Presentation on theme: "Cram’s Rule CX * diastereomeric faces X = C, O, N stereogenic center How does this center control The direction of attack at The trigonal carbon?"— Presentation transcript:
Cram’s Rule CX * diastereomeric faces X = C, O, N stereogenic center How does this center control The direction of attack at The trigonal carbon?
R M S L O L RNu OH M S L NuR OH M S Nu: Less steric effects Major product Nu: Minor product O MS R L
R M S L O L M S R O L S M R O This is the important interaction that must be minimized. Thus, in this approach the carbonyl substituent plays the major role. Favored Conformer for Attack The interpretation of Felkin and Anh
Bürgi-Dunitz trajectory 109° Obtuse attack trajectory minimizes unfavorable interactions between these orbitals CO R M L S s p* Nu Houk computational view:
The obtuse angle of attack supports the nonpassive role of the R-group in ketones. Not only will there be steric interactions between the S or M groups and the R-group, but also interactions with the incoming nucleophile due to the attack trajectory. In this model one would predict an increase of stereodifferentiation as the size of R increases. This has been found experimentally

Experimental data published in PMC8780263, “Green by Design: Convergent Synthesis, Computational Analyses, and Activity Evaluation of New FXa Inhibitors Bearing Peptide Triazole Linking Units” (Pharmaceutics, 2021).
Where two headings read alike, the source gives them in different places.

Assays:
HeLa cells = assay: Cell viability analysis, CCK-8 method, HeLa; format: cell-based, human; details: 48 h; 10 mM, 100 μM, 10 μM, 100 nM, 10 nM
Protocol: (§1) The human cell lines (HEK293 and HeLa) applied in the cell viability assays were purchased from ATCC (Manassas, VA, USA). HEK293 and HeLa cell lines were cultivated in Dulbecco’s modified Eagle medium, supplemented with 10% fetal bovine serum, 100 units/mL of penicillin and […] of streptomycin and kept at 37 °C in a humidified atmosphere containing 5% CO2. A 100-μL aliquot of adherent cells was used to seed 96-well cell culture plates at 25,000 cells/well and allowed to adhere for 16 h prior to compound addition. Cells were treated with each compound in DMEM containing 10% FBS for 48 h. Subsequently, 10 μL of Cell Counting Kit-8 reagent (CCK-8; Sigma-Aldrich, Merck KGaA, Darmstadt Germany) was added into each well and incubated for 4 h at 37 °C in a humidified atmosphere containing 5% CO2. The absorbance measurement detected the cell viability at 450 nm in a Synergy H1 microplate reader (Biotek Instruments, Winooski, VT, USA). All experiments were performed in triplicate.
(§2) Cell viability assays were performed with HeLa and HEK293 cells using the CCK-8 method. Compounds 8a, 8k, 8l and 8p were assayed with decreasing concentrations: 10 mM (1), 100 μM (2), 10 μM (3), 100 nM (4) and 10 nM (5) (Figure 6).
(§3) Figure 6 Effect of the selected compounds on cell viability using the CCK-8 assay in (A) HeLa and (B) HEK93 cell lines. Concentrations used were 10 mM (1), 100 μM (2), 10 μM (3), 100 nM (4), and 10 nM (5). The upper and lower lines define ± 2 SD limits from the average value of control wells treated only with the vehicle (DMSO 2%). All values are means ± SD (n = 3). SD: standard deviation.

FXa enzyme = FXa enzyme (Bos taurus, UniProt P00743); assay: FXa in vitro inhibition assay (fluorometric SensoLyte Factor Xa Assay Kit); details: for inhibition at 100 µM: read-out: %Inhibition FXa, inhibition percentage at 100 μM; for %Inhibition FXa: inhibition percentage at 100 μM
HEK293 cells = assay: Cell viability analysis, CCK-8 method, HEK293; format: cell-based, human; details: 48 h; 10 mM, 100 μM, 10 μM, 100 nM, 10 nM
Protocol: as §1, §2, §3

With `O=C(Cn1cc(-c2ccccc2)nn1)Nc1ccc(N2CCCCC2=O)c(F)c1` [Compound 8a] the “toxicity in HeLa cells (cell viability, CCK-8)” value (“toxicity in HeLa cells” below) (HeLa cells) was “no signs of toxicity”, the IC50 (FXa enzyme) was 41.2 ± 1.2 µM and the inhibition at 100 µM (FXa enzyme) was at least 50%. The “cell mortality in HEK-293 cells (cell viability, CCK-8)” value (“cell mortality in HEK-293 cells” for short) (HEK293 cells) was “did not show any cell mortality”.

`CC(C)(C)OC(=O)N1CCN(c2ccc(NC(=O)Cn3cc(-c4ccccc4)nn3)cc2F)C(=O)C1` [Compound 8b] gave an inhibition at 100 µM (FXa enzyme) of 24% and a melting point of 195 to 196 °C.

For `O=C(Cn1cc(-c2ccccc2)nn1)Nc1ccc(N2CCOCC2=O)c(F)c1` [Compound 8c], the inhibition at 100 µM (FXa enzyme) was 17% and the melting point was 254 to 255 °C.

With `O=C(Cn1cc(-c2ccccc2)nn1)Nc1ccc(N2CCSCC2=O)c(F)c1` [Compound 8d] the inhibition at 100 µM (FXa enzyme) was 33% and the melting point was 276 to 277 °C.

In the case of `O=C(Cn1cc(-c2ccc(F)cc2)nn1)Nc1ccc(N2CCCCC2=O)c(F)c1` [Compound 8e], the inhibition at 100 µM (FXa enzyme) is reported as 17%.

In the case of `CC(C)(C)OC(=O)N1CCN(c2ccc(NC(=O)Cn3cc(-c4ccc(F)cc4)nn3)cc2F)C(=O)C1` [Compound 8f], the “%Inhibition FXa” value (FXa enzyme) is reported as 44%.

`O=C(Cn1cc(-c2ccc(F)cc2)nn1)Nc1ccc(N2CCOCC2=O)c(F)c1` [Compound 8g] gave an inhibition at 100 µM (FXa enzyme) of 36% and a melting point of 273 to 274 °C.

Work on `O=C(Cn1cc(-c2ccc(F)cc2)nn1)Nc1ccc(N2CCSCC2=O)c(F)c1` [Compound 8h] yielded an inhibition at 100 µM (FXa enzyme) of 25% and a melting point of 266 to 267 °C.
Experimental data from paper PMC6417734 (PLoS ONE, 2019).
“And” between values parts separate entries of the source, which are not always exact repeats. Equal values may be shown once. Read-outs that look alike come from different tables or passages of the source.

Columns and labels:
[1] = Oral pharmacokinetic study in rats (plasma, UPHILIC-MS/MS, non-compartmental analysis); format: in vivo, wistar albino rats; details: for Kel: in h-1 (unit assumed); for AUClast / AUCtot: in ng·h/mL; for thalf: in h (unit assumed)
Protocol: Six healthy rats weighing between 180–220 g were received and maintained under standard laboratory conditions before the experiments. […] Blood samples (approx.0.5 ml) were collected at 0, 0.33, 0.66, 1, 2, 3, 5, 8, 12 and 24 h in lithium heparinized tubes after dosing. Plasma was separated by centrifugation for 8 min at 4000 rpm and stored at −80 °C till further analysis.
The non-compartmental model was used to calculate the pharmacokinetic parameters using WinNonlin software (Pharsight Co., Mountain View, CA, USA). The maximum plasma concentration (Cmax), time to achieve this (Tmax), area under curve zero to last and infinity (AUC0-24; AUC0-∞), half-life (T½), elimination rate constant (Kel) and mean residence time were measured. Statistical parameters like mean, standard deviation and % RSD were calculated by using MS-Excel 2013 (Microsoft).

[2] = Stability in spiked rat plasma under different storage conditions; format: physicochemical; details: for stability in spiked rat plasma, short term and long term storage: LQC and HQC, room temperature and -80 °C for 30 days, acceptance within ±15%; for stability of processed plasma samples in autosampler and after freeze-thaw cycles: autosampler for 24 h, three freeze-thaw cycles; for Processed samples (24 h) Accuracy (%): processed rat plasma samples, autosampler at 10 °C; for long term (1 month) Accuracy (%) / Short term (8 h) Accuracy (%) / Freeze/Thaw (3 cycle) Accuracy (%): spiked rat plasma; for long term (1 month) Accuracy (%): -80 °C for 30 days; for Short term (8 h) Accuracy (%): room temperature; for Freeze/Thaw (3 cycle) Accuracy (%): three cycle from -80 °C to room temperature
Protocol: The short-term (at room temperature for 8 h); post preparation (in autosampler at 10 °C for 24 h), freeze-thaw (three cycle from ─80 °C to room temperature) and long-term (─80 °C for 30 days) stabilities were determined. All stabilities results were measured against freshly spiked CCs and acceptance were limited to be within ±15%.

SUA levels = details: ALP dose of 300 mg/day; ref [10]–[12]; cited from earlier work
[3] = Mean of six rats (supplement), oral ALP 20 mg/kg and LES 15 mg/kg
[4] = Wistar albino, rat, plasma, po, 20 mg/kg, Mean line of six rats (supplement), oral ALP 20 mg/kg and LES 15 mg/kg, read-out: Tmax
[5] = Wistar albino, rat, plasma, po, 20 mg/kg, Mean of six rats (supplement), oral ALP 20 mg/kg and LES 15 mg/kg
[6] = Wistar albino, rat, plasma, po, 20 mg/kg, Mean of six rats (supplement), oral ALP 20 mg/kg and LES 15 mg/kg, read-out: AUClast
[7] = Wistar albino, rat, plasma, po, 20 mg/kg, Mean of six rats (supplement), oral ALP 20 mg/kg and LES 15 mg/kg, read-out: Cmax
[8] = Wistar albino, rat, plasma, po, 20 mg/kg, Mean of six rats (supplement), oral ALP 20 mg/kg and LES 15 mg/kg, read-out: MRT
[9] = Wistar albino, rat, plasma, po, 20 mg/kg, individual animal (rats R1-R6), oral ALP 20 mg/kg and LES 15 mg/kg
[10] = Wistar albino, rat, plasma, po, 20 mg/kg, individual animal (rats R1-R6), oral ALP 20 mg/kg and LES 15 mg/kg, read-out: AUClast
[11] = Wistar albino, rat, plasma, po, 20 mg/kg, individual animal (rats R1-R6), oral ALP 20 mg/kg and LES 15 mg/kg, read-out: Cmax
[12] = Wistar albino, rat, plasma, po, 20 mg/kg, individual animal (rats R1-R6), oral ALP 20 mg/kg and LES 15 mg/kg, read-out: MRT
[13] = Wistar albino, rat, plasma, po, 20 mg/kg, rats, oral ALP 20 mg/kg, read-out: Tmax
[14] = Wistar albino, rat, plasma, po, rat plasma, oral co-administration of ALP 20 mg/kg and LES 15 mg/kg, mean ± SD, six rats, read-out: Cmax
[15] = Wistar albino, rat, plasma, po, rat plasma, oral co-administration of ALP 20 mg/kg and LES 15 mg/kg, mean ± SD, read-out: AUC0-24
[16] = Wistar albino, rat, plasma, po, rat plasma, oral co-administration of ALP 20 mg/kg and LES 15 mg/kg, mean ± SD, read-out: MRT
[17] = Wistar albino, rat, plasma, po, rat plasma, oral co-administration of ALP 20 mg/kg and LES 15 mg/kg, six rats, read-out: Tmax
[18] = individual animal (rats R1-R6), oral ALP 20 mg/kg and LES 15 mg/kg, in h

A useful orbital approach by Cieplak, suggests that the nucleophile will attack the carbonyl anti to the best donor ligand. A.S. Cieplak, B.D. Yait and C.R. Johnson, J. Am. Chem. Soc., (1989), 111, 8447 A.S. Cieplak, J. Am. Chem. Soc., (1981), 103, 4548. Donor O s * of nucleophile Carbon donor s-bond Nu: E
Cases for Modification of the Models Compare the "normal" situation with the influence of a sterically bulky Lewis acid L S M O H O H S M L Lewis acid Nu: As the bulk of the Lewis acid increases Lewis acid :Nu This gives the Cram product This gives the "anti-Cram" product
Dipolar Model often described as the Cornforth model
Chelation Control See: M.T. Reetz, Acc. Chem. Res., (1993), 26, 462. R L S Het O M Preferred direction of attack Het = heteroatom M = metal L S Het O R M
A potentially useful extension of Cram's rule is the asymmetric induction provided by a remote ester (Prelog's rule): R O L O O S M R'MgX Why would you think this might not provide as important directing influences?
Explain the following trends observed by Midland and coworkers M.M. Midland and Y.C. Kwon, J. Am. Chem. Soc. (1983), 105, 3725. H Me O Me H Me Me OH H H Me Me H OH H H H NaBH 4 Sia 2 BH G G 5 : 1 1 : 10 Ratio